Biden touts chip funding at virtual appearance at Hemlock Semiconductor

Riley Beggin
The Detroit News

President Joe Biden on Tuesday touted $52 billion in funding for domestic semiconductor chip production during a remote appearance at the Hemlock Semiconductor outside of Saginaw.

He had planned to visit Michigan in person, but appeared remotely instead after testing positive Saturday for COVID for the second time in less than two weeks. 

"The auto industry is the heart and soul of the nation... it's about the future, it's about America's future," Biden said. "One of the reasons why I'm so excited about CHIPS and Science Act is that it sees a future for decades to come."

The event coincided with Democratic Gov. Gretchen Whitmer signing an executive directive to ensure the state "is ready for the influx of resources" appropriated through the new legislation, according to the directive.

The executive directive requires state agencies to review the new legislation and move to maximize Michigan's allocation of federal funds, to prioritize permitting related to semiconductor projects and to work with the industry to attract private-sector investment in the state.

"We know that it's important for us to make things in America. I knew the impact that this would have on Michigan and I am incredibly proud to see it passed," Whitmer said of the federal funding in the legislation. "With the executive directive that I will sign shortly, we will compete for every project, every program and every resource."

Congress approved bipartisan legislation on Thursday that will allocate $52 billion for companies to build microchip manufacturing facilities in the U.S., including $2 billion in subsidies set aside for "legacy" chips used in vehicles.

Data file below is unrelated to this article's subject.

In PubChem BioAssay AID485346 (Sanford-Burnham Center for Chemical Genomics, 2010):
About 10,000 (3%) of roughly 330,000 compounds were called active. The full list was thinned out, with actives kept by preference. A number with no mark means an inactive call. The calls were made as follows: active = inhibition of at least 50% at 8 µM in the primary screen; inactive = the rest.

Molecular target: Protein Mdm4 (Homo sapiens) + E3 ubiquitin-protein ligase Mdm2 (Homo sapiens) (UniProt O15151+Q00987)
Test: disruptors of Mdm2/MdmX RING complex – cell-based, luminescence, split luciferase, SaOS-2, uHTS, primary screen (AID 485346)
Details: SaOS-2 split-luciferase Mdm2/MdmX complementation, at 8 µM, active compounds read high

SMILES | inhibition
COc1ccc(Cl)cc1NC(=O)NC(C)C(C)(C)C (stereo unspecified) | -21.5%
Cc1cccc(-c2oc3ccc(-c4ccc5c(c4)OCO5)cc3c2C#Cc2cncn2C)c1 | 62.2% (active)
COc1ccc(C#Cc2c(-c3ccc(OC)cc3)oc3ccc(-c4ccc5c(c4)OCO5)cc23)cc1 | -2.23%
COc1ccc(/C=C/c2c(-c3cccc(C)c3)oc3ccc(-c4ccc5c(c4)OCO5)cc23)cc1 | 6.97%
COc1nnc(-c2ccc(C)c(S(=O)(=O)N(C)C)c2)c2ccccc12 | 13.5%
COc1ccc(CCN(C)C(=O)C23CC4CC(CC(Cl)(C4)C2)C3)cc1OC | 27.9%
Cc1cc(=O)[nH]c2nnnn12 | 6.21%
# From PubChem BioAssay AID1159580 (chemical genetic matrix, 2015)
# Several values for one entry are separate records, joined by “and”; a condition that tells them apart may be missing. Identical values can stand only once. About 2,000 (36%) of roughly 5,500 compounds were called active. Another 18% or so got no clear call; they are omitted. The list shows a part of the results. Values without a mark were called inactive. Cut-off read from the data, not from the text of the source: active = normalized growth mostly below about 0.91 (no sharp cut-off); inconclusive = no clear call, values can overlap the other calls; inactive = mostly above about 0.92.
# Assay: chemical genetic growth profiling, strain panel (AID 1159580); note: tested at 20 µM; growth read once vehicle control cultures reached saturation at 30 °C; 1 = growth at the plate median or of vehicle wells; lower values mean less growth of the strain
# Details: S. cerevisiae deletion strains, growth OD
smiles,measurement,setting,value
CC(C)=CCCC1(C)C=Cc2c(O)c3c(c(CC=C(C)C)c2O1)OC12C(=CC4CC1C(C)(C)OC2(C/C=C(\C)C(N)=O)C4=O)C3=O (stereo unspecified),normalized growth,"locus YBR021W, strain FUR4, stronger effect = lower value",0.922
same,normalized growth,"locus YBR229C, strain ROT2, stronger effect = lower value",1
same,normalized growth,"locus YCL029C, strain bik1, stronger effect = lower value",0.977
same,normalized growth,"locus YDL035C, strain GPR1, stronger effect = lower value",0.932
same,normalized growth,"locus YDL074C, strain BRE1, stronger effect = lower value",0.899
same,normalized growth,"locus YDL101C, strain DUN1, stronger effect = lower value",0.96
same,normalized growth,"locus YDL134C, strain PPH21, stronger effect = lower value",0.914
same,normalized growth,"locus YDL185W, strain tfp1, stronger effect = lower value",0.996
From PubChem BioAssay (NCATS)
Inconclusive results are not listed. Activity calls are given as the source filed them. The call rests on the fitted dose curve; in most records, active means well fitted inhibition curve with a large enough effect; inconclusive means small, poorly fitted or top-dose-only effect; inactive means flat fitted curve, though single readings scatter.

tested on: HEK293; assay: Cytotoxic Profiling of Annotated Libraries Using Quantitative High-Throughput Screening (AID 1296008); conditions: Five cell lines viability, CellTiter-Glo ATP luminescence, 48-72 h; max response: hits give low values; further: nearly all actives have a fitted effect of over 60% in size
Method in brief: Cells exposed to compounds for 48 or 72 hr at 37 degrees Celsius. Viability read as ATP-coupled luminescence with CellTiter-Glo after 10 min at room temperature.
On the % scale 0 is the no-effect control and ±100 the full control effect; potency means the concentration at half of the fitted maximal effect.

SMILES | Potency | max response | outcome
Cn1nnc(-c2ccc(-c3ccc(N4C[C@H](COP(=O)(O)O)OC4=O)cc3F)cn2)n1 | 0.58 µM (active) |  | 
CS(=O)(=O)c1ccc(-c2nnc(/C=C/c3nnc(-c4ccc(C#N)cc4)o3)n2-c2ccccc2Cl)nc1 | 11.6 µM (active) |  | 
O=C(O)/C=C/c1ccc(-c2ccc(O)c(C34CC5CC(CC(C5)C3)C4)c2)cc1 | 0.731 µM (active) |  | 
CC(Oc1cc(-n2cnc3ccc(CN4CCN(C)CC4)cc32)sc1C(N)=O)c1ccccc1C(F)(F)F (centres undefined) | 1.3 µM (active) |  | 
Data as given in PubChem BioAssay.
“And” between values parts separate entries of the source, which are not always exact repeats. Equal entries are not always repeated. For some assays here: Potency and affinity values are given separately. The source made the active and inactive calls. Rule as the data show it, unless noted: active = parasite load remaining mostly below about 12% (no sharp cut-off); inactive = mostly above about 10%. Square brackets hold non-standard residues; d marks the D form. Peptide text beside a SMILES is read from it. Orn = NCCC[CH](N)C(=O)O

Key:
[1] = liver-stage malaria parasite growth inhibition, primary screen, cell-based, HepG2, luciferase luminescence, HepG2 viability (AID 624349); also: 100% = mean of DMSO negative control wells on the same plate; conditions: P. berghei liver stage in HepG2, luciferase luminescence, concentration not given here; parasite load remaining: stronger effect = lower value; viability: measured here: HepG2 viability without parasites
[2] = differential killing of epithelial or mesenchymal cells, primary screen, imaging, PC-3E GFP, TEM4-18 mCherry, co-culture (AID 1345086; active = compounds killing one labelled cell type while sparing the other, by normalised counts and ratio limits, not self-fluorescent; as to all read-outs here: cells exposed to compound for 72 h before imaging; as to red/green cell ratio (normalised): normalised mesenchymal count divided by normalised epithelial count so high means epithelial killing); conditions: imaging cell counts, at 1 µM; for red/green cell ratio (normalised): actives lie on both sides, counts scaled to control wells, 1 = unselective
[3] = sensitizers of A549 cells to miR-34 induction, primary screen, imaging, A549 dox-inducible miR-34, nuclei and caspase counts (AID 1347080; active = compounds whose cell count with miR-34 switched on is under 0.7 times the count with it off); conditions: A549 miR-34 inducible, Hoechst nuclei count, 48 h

The bill also includes $24 billion in tax credits for the chip industry and $100 billion over five years for research programs through the National Science Foundation. 

It is considered a major win for the automotive industry, which has struggled for the last two years under a global shortage of chips, and for national security advocates who say the U.S. is falling behind its chief economic rival, China.

It enjoyed the full-throated support of the Biden administration; leading automakers including the Detroit Three and Toyota Motor Corp.; the United Auto Workers and other labor advocates; tech companies like Apple, Microsoft and Google; the governors of eight auto-producing states including Michigan; and, of course, chip companies like Intel Corp., Samsung Electronics Co., GlobalFoundries Inc., Taiwan Semiconductor Manufacturing Company Ltd. (TSMC) and Texas Instruments Inc. 

Modern cars rely heavily on microchips to roll down windows, power infotainment systems and support steering. Electric vehicles require even more chips. Automakers had to cancel shifts and store vehicles until enough chips were available to sell them, contributing to the skyrocketing prices of new and used vehicles. 

The U.S. produces only 12% of the world's microchips, compared with 37% in the 1990s. Around three-quarters of the world's chip manufacturing capacity is in east Asia, and more than 90% of the world's capacity for the most advanced chips is in Taiwan, which faces possible military incursions from China. None of the most advanced chips are currently produced in the U.S. 

The Semiconductor Industry Association estimates it costs 30% more to build a chip fab in the U.S. than in Taiwan, South Korea or Singapore and up to 50% more than in China. 

Proponents of the legislation on both sides of the aisle argued that other countries are offering lavish incentives for chip companies to build there, and that the U.S. is missing out on important investment if they don't compete with those offerings. 

Critics argued the legislation amounted to "corporate welfare" for an already-profitable industry and warned that it could push other industries to use competition with China as an excuse to get access to taxpayer dollars.

The bill also faced last-minute opposition from Republican leadership angered by a Democratic political maneuver to advance party-line climate and tax policy put forward late last week.